THE ELDER SCROLLS IV: OBLIVION (2006) – BETHESDA GAME STUDIOS
Since November, I have been engrossed playing through the game that I feel was the Game Of The Year in 2011 – The Elder Scrolls V: Skyrim. As I sit here writing, I have put well over 100 hours into it without even scratching the surface of the possibilities, and I can’t advance with the main quest because I keep getting distracted by caves and settlements on the way that are simply begging to be explored. One day I will finish the game and give it a well overdue review and score, but before then I feel it is apt to look at its predecessor; another game that stole hours of my life – the fourth instalment of the Elder Scrolls series, Oblivion. To say that Oblivion was a sensation when it was released in 2006 would be a fair judgement. The third game, Morrowind, had received generally positive reviews for its open end world and mixture of RPG and first person fighting elements, but there was a feeling that it could be so much more with a bit more polish, After four years in development, Oblivion represented that dream – although it still contained elements that held it back from perfection. Continue reading Kill Mudcrabs, Save The World – The Elder Scrolls IV: Oblivion Review→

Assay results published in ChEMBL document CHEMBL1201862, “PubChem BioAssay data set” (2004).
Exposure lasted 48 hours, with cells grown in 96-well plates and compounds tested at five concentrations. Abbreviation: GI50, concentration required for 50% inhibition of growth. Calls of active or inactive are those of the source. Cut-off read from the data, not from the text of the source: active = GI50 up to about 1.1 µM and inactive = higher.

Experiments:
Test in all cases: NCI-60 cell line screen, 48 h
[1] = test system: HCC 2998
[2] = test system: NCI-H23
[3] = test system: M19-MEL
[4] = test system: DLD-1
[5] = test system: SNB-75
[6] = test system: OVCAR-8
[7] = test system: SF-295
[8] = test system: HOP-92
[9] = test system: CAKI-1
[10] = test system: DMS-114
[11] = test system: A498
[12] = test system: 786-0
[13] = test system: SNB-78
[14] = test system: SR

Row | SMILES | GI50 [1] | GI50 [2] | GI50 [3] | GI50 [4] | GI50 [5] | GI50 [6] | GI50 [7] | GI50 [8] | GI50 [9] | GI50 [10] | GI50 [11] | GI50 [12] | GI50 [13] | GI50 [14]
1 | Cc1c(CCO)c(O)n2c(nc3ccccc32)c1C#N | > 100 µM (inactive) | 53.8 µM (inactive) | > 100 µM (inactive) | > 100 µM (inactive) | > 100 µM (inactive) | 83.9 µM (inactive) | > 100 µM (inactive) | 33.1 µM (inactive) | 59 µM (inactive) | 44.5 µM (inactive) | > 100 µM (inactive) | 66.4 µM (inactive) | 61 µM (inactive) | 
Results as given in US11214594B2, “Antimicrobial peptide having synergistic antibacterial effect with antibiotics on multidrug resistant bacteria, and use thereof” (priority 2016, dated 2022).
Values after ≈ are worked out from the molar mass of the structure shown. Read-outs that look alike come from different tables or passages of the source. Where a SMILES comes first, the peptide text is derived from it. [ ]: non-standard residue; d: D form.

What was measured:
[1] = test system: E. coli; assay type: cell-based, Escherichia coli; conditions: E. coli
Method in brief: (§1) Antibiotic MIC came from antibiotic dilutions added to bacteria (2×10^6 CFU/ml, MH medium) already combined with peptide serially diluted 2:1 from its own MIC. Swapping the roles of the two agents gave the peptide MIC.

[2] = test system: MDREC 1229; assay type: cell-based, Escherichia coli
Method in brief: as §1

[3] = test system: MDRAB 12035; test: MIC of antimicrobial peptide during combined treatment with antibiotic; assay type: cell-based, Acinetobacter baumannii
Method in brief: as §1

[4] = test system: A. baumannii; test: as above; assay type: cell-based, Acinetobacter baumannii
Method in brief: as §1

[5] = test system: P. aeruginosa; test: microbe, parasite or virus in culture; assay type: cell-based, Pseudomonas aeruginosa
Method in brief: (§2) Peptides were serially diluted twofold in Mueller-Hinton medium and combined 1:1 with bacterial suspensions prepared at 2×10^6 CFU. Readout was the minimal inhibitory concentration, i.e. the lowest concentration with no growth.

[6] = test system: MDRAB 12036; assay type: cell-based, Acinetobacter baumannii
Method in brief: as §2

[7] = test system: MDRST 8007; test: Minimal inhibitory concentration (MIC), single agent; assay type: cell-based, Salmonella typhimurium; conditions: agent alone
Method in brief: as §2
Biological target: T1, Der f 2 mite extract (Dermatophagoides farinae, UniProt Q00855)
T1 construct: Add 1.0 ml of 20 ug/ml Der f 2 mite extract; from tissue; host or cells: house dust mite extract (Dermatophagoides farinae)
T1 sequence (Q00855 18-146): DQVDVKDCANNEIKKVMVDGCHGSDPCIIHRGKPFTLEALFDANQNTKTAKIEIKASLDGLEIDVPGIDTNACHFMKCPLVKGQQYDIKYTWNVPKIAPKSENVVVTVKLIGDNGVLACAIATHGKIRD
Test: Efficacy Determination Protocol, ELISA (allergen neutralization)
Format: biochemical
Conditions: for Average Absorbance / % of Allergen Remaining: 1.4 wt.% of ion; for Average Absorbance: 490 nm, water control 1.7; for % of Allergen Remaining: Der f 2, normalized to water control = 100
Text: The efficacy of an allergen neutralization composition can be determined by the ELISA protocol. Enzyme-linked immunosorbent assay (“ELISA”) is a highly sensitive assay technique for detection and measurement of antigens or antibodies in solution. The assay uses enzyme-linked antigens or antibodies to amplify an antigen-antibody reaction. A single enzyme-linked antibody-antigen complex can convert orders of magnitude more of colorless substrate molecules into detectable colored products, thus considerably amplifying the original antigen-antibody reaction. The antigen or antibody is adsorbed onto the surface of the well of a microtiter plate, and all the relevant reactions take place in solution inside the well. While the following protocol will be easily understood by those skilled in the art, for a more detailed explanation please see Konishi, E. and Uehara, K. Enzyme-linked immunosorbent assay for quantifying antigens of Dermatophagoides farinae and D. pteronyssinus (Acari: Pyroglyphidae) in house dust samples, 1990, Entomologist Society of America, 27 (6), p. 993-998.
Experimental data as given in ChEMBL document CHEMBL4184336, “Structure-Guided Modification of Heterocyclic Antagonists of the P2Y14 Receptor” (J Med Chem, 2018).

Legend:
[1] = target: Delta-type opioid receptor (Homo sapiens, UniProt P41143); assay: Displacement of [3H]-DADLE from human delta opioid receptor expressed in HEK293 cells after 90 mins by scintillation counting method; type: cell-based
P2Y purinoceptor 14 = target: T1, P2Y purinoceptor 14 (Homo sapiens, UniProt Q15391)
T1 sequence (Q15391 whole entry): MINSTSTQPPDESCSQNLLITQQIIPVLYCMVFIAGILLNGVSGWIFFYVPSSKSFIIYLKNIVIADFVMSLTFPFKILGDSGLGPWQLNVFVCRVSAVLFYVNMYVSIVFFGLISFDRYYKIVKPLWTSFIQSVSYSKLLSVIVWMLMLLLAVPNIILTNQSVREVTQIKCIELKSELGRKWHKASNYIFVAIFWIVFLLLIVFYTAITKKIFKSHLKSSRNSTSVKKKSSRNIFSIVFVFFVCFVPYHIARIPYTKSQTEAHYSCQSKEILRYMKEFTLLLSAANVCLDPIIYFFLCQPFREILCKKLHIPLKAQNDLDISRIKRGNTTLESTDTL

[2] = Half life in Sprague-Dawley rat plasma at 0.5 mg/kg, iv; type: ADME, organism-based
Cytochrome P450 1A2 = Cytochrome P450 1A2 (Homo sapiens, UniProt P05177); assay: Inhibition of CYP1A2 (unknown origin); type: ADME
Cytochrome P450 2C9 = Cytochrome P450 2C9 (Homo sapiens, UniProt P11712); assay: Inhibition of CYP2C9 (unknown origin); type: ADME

Welcome everyone, to the first of what I hope will become an annual event on this blog – my review of the gaming industry in the year that was 2011. On a personal note, it has been a pleasure to have consistently updated this blog throughout the year, and thank you to everyone who has supported it via constructive criticism, or even things as simple as comments and views – I hope to continue in a positive form next year. But alas, the world is bigger than myself, and that is what the focus is in this article.